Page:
I was fascinated to read Joe Nocera's recent New York Times column about his turning 60 years of age.
While Nocera's chief lamentation was the near total destruction of his retirement savings, he also complained bitterly about his failing body.
He wrote, “…if there's one thing I can say with certainty it's that 60 is not the new 50.” Nocera said his “…body creaks and groans. (His) eyes aren't what they used to be. (He) doesn't sleep as soundly as (he) did just a few years ago. (And), lately (he's) been seeing a lot of doctors just to make sure everything still more or less works.”
Ouch. That's sounds like a mighty old 60. I'm turning 58 today and, in virtually every way imaginable, I'm much better than I was at 48.
Let's start with the non-physical components. In the last 10 years, I've written a book that was published by McGraw-Hill, been named a weekly columnist by Inc.com, become a stand-up comedy performer, named PR News blogger of the year, studied improvisation, created and launched two, first-of-a-kind Peppercom services and raised tens of thousands of dollars for my two favorite charities.
On the fitness front, my 58-year-old self could run rings around his 48-year-old predecessor. I began mountain climbing in 2005, added rock and ice climbing to my repertoire a few years after that and am now attacking a new alpine challenge every single month. I've completed 200-mile bike rides, many half marathons and continue to play squash as well as ever.
I've experienced my real personal Renaissance, though, in just the past six months. In that time, I've simultaneously embraced the wonderful worlds of Kangoo (www.mariothetrainer.com) and boxing. Yes, Virginia, boxing. My dad and son were, and are, boxers, so I thought it was high time I laced on the gloves. By co-mingling Kangoo and boxing, I've literally bounced and punched my way to new fitness heights.
I think Nocera is like many of my peers. They give up on exercise and wellness when first hitting middle age. As their bodies naturally start to degrade, they do little, if anything, to alter the inevitable. These are the people who join gyms, try it once or twice, and then never show up again. They're also the types who are constantly trying the latest fad diet. They'll drop a quick 20 pounds, only to gain 30 more back.
I don't know Nocera's personal health history, but I'm maniacal about wellness. That's because my family history is replete with heart disease, stroke and cancer. And, I intend to do everything in my power to avoid all three.
I also believe lifelong learning should include physical, mental, emotional and spiritual aspects. Most see lifelong learning as simply a mental exercise.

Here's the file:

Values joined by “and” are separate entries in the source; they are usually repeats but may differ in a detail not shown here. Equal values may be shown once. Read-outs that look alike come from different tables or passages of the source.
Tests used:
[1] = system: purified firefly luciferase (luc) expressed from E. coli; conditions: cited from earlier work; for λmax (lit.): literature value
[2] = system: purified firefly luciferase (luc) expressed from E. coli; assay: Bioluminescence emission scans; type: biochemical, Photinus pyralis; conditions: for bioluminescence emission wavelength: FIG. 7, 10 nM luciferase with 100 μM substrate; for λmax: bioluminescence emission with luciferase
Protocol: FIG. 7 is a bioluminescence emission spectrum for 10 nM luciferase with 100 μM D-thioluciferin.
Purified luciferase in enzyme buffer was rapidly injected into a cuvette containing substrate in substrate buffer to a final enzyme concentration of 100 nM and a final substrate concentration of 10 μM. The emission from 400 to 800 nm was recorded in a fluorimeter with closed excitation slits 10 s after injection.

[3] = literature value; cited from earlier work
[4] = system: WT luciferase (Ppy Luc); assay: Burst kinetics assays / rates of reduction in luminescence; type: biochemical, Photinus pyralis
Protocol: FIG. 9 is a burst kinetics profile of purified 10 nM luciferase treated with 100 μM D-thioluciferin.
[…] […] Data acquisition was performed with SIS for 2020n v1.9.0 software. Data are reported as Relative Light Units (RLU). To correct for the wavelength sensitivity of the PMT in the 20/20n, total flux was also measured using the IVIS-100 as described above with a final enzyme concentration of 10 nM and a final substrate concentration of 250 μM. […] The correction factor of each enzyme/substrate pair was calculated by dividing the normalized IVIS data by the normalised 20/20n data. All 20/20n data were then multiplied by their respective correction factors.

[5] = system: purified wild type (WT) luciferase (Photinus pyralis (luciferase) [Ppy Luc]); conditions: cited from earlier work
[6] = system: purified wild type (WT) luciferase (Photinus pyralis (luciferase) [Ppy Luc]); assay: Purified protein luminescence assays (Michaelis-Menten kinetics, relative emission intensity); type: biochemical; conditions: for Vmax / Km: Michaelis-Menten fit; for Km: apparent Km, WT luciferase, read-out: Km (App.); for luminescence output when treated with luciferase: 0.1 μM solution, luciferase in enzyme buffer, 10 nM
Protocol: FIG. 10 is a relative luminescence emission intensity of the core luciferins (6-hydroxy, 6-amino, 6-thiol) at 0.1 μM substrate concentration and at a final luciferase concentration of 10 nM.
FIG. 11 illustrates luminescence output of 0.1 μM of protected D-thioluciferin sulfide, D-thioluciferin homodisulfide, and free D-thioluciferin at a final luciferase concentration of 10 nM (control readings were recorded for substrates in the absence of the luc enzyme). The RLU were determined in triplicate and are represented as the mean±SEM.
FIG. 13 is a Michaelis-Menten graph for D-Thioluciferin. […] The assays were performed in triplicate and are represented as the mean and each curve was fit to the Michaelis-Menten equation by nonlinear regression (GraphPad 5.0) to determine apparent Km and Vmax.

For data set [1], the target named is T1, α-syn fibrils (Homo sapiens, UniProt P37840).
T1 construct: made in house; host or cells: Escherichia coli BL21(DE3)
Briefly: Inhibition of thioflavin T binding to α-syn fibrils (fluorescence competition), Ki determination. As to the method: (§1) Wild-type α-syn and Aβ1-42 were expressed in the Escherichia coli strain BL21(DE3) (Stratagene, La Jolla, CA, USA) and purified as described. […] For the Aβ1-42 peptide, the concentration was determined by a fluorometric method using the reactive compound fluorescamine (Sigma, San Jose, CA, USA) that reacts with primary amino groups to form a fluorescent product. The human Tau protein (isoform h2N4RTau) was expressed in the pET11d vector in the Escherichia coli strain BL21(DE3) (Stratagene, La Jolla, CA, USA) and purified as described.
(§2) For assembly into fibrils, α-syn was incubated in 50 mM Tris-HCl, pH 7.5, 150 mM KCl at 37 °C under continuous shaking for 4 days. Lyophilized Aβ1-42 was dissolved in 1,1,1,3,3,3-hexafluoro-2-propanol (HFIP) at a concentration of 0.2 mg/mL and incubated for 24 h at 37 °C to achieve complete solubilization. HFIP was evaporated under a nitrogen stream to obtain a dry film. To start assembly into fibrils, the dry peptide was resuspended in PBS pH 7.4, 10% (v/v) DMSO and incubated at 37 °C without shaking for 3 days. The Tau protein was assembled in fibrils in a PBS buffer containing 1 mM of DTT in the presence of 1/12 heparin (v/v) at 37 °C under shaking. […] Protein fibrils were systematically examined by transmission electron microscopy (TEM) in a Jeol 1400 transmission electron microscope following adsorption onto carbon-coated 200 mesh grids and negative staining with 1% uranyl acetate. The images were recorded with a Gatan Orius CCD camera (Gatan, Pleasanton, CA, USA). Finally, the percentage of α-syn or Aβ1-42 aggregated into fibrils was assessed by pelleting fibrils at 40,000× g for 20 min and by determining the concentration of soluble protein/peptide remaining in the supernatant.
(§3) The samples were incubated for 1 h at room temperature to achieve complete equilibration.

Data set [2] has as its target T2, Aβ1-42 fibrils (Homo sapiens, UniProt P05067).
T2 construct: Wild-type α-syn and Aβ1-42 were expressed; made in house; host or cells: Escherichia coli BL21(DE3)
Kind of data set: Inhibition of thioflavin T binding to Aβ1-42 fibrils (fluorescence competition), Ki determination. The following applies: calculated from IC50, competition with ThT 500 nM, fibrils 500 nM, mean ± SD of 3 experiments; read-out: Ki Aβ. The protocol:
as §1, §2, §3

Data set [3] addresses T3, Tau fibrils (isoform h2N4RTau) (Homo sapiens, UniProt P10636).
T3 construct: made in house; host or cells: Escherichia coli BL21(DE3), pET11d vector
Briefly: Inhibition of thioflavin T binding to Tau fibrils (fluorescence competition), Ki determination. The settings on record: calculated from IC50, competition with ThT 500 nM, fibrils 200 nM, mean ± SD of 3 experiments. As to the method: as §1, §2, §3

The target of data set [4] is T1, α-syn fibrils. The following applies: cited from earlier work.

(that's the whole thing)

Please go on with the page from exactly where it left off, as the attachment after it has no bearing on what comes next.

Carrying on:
Being better at 58 requires the same type of discipline Nocera needs to crank his out New York Times columns. Apparently, though, he's never experienced the runner's high that comes with extreme exercise, the sense of accomplishment (and serenity) one feels when setting foot on a three-mile high mountain or the rush of having 100 people laugh at one of your comedy bits.
I'm sorry to hear Joe's a cranky 60. And, I can't imagine what he'll be like if, and when, he hits the big 7-0. As for me, I'm planning on keeping my mind open, my legs climbing and my fists punching. Joe and I will both end up at the same, final destination, but I'd like to think I'll have lived a much fuller life. And so can you. Pre-existing medical conditions and catastrophic injury aside, the only thing preventing you from being a better 58 than 48 is you.
Thanks but I’d rather tough it out. After 3 nights of Percocet I was ready to attend Narcotics Anonymous meetings. I could barely keep my eyes open to rock the baby during her 3am crying.
I can also recommend some great pain meds, Peter.”
Thanks Repman. I needed to read this.
I turn 50 in six months and June was a lousy month physically: a surgery that hurts in some unmentionable places, plus discovery of tendonitis in my right knee that’s really been hurting lately. It’s slowed down my biking and forced me to give up kickboxing temporarily.
Still, I have PT twice a week, and knowing that my “elders” can get past these setbacks is an inspiration.
Thanks Alan. And, let Bueller know he’s become one of my role models.
Right back at you, Book. And, your ongoing fight with killer cantaloupes is an inspiration to us all.
Thanks Eric. Trying to keep up with midwestern sharpshooters like you is one of the things that keeps me on my toes.
You are a terrific model for this behavior, Steve. I think about the phrase, “younger every year.” In your case, it’s true. Keep up the great work, on all aspects of your life, my friend…and have a happy, healthy year!
I’m going to post today too if only to say how I admire the amount of things you’ve done. I too am a better 52 than 42 by far and while yes I have tried those fad diets and put weight off/on, now with changing my mindset have, for the past two years, eaten better, cooked better and, with yoga, exercised better both mentally and physically. I do not believe I have ever been as physically fit and mentally stronger than I am now. I also like you find it wonderful to do charity work, counsel breast cancer patients, raise money in addition to growing my own food (fruits and veggies). Amazing what a person can do when they actually put their mind to it. You inspire me.
Thank you for this! I am turning 51 in a few short weeks, and your post is an inspiring reminder that our age is just a number, and there are many hills, metaphorically and literally, left to climb.
Happy Birthday, friend!